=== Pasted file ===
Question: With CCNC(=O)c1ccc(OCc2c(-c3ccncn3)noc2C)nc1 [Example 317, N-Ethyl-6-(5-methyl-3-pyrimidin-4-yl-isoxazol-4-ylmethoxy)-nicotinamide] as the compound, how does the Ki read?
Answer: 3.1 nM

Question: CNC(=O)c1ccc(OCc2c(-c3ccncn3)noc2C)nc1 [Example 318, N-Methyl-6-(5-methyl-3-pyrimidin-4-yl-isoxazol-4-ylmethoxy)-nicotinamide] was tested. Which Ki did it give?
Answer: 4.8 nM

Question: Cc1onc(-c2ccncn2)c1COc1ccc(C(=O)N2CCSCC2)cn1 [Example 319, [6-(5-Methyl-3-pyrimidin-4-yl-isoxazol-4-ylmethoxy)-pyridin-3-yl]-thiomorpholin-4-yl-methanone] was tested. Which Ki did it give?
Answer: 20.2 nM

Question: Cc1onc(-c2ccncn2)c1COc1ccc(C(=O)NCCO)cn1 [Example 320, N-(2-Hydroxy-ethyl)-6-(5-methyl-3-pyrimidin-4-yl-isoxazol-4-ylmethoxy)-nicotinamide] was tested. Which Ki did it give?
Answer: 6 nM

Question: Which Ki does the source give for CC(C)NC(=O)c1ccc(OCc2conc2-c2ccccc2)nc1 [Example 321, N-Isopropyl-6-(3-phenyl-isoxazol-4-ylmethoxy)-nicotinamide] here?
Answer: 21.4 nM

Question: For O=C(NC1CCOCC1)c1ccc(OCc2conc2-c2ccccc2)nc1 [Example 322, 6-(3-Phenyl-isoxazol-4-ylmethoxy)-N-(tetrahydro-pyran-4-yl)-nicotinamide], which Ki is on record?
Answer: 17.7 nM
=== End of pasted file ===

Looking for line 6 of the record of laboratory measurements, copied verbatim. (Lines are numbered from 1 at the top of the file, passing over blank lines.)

Answer: 20.2 nM